ATSC Advances Enhanced TV, Alerts Work

The standards group announces the formation implementation teams for two emerging standards — ATSC 2.0, which will bring non-real-time programming to broadcast TV, and emergency alerts to the mobile DTV. Dave Siegler of Cox Media heads the ATSC 2.0 team; Jay Adrick of Harris, the alerts team.

The Advanced Television Systems Committee today announced the formation of new implementation teams for two new emerging standards — ATSC 2.0 and the Mobile Emergency Alert System (M-EAS).

“Today’s announcement is a significant step in the move to expand the capabilities of ATSC broadcast TV,” said ATSC President Mark Richer. “We want to keep the ATSC standard relevant and up-to-date for broadcasters and consumer device manufacturers.

“The introduction of Implementation Teams for both ATSC 2.0 and M-EAS underscores our progress and will help drive next-generation technologies toward marketplace introduction.”

Comprising representatives from companies developing enhancements to digital TV broadcast standards, the new teams will pursue a wide range of initiatives that may include market studies, prototype development, simulations, demonstrations, interoperability “plugfest” testing, field trials, compliance, certification, branding, marketing and promotion as well as further standards recommendations to ATSC.

The backwards-compatible ATSC 2.0 standard will be a bundle of new capabilities including Internet-related features, advanced video coding, conditional access and enhanced service guides for TV broadcasters.

ATSC 2.0 also will include the capabilities of the recently approved ATSC A/103 Non-Real-Time standard that allows broadcasters to deliver file-based content, including programs and clips to both fixed location and Mobile DTV receivers. Among other things, this new NRT standard will give broadcasters the capability to deliver content that a viewer may watch at their convenience.


“The overarching goal of ATSC 2.0 is to create new value for viewers, consumer electronics manufacturers and broadcasters. To that end the ATSC 2.0 Implementation Team provides a venue for industry discussions of issues related to commercialization of the emerging ATSC 2.0 Standard. The 2.0 Implementation Team may address business and operational requirements for the successful roll-out of ATSC 2.0, which is nearing final standardization,” Richer explained.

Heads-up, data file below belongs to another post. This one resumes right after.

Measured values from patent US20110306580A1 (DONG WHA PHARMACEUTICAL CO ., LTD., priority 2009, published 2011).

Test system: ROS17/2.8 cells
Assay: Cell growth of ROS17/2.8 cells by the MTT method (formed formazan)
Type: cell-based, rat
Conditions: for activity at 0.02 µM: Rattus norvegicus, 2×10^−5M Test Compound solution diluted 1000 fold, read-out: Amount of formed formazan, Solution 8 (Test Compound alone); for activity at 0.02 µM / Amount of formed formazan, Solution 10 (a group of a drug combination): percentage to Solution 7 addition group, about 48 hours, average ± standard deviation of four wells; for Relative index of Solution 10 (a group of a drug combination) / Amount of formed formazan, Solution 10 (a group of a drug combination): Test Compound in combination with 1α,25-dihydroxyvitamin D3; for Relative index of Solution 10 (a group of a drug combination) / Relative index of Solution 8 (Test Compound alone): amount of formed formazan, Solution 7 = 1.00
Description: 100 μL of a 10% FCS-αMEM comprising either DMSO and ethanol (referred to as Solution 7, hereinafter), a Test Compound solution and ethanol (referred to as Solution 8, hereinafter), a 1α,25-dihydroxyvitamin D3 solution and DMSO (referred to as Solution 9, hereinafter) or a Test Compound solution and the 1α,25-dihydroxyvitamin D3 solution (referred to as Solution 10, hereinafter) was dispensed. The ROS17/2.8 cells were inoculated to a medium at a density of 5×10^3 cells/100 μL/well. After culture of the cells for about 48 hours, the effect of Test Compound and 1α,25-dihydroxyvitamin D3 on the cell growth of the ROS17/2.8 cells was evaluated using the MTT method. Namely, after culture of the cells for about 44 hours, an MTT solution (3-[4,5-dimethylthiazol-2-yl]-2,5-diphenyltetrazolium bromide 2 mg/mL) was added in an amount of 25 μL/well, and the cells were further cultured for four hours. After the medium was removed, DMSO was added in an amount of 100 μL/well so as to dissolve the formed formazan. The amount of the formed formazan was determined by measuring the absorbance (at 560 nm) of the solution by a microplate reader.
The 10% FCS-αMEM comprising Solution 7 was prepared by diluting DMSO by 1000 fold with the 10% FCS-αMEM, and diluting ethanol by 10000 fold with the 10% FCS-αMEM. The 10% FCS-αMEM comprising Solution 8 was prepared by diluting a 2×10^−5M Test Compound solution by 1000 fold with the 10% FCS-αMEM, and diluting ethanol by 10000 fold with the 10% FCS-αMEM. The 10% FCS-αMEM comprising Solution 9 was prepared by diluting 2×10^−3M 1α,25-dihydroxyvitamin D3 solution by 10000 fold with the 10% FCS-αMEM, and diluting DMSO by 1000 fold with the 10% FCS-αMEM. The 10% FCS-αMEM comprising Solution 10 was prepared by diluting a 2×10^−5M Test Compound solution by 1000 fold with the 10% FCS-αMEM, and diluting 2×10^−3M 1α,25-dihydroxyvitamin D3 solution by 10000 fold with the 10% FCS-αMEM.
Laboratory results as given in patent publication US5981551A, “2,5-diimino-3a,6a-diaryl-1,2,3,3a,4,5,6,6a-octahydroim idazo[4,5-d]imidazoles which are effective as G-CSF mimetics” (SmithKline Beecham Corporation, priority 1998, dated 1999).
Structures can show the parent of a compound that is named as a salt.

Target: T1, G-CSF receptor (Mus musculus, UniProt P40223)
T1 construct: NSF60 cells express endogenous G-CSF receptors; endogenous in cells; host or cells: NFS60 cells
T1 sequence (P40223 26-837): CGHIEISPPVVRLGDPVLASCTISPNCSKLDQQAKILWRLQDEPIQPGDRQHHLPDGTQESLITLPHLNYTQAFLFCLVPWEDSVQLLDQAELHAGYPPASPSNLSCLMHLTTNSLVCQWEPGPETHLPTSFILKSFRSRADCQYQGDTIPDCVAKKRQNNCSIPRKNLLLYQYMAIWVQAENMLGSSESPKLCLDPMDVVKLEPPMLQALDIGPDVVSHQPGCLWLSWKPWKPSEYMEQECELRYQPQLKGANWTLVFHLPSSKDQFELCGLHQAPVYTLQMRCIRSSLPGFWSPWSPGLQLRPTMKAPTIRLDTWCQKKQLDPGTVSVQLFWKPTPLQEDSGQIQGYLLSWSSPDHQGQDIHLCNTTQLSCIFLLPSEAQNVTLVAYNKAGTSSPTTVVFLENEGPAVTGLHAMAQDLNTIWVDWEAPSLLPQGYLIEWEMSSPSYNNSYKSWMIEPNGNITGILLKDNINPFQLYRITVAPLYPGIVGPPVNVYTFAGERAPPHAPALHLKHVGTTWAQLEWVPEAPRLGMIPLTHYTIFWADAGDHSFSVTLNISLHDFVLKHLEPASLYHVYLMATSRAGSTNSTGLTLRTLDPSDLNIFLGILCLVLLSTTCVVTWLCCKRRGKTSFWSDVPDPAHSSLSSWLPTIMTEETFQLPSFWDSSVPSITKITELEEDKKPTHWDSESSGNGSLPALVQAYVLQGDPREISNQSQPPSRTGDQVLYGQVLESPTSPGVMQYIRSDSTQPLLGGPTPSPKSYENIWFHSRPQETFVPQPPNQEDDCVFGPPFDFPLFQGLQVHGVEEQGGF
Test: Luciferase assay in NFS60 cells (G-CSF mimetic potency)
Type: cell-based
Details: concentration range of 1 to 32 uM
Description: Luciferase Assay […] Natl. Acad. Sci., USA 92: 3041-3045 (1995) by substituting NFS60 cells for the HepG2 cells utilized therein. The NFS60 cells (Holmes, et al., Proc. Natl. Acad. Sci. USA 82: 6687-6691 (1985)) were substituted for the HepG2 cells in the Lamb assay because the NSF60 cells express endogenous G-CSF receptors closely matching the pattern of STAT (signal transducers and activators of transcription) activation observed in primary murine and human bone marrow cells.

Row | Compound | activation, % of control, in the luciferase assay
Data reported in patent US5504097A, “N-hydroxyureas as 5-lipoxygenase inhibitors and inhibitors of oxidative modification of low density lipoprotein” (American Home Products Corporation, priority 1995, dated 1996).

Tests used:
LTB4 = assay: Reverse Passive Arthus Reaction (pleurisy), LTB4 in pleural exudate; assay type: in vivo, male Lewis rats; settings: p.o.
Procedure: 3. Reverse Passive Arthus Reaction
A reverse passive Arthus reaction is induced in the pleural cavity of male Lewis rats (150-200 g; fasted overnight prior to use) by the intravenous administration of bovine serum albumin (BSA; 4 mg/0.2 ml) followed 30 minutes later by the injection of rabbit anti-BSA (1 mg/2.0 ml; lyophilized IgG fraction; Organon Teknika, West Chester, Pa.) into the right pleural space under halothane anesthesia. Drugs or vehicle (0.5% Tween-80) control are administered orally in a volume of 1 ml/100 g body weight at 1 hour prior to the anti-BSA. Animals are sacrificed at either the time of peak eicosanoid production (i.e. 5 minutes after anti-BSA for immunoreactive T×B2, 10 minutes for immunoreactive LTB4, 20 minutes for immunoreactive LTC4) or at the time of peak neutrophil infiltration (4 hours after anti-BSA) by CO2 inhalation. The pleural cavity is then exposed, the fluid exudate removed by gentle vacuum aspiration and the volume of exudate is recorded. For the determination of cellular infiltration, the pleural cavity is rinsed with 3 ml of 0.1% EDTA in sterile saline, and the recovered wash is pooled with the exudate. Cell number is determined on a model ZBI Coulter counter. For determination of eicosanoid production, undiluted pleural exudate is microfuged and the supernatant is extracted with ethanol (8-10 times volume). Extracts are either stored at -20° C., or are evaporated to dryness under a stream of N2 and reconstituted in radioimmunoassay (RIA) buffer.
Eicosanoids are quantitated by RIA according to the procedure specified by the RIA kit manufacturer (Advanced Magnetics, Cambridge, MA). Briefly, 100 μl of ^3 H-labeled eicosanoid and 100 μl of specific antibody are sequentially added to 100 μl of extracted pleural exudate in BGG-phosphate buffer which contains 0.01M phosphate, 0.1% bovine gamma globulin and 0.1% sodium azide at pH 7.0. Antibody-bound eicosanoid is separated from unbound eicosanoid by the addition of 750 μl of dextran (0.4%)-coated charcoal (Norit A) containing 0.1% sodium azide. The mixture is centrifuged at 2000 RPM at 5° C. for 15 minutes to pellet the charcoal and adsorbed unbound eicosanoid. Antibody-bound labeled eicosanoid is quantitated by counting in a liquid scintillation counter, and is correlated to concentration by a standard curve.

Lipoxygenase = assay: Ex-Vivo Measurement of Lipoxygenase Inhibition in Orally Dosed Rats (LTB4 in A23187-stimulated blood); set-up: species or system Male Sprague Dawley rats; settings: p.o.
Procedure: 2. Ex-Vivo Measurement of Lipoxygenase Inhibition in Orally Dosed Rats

David Siegler of Cox Media will serve as chairman of the ATSC 2.0 Implementation Team. ATSC 2.0 is expected to become a Candidate Standard in the second quarter of 2013.

The move to standardize a Mobile Emergency Alert System responds directly to recent disasters that have crippled communications, according to the ATSC. When disaster strikes, public safety officials need an instantaneous way to reach millions of people at once, ATSC said.

Superstorm Sandy’s aftermath in the Northeast demonstrated both the fragile limits of cell phone networks during times of emergency and the life-saving ability of TV broadcasting.

The Mobile EAS will permit a single broadcast to deliver reliable, rich-media alerts to mobile DTV-equipped devices anywhere, anytime.

The new alerting application developed for M-EAS utilizes existing standards for implementation.The U.S. broadcast standard for mobile DTV (ATSC A/153) uses Internet protocol (IP) at its core. The use of IP allows the new application to be flexible and extensible. Data delivery, non-real-time delivery, and electronic service guides are all included.

“The addition of M-EAS with its alerting capabilities and the accompanying rich-media emergency alerting information is widely considered a compelling application of mobile DTV,” Richer said. “The ATSC M-EAS Implementation Team provides a venue for industry discussions of issues related to implementation of this exciting enhancement to the A/153 standard.”

Jay Adrick of Harris Corp. will serve as chairman of the ATSC 2.0 Implementation Team. Adoption of the ATSC M-EAS standard is expected in the first quarter of 2013.

Comments (2)

Leave a Reply

Pierre Jaspar says:

January 23, 2013 at 1:58 pm

The question come in how will this be updated on current TV’s and STB’s. America doesn’t want to have to spend more money to upgrade, especially in a weak/bad/depressed economy. Also, Is it worth it, if people are going to cut cords? With this alone, how many people get internet alerts when watching shows on Netflix, Justin TV, Voodoo, etc. If these are the trend, let’s think outside of the box… meaning that 4×3 and 16×9 one. I’m sure broadcasters are really awaiting to spend more money to upgrade to 2.0 and then to 3.0. This is coming too quickly. Therefore, things need to slow down in moving to new tech. It;s almost like Ubuntu Linux. After 2 years, your version is obsolete. That’s why I am holding onto Windows. At least I can still use XP. Are we going to be allowed to still use ATSC 1.0, when 3.0 comes along? Better think ahead on this one…. and go slow, to get it right for everyone – Broadcasters and the public.

    Brian Critchfield says:

    January 24, 2013 at 12:17 pm

    ATSC 2.0 is backwards compatible, meaning it’ll be compatible with ATSC 1.0. ATSC 3.0, however, won’t be backwards compatible.

More News